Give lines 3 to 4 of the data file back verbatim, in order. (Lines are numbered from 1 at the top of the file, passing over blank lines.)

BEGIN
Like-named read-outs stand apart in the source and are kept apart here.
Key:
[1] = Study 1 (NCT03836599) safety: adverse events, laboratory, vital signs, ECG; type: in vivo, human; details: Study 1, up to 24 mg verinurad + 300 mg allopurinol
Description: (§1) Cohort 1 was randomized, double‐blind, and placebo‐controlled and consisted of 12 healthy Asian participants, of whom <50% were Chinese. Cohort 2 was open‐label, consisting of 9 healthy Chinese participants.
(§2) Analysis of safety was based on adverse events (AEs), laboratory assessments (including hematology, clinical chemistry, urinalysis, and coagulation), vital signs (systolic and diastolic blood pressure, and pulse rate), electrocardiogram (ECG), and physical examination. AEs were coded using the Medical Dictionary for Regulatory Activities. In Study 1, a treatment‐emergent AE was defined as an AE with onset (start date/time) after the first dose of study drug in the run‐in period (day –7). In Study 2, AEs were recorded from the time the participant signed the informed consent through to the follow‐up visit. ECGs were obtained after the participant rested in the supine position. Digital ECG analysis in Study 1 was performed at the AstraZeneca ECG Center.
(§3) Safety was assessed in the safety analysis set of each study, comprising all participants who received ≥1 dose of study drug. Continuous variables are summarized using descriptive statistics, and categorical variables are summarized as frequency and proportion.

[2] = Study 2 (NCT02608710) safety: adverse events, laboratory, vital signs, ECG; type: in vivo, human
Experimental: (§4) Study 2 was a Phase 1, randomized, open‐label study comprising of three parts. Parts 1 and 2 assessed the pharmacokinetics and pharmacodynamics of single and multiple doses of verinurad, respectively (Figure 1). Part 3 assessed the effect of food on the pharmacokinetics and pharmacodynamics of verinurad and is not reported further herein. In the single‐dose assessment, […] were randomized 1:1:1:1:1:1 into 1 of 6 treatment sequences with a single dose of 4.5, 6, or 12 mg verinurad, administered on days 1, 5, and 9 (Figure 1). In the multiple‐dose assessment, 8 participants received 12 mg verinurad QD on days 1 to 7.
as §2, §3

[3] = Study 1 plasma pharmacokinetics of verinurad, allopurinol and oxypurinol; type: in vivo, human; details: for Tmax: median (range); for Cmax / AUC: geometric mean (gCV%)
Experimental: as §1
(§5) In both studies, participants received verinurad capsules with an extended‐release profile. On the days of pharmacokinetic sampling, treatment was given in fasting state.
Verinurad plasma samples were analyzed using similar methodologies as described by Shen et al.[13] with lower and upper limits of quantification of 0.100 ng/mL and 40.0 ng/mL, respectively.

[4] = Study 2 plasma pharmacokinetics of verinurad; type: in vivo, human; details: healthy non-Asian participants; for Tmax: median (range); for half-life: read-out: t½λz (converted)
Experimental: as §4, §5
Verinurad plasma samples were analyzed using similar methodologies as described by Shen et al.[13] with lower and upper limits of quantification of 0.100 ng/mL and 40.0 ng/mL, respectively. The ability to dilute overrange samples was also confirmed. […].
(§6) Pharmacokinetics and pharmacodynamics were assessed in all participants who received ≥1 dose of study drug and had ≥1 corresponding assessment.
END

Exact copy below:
[1] = Study 1 (NCT03836599) safety: adverse events, laboratory, vital signs, ECG; type: in vivo, human; details: Study 1, up to 24 mg verinurad + 300 mg allopurinol
Description: (§1) Cohort 1 was randomized, double‐blind, and placebo‐controlled and consisted of 12 healthy Asian participants, of whom <50% were Chinese. Cohort 2 was open‐label, consisting of 9 healthy Chinese participants.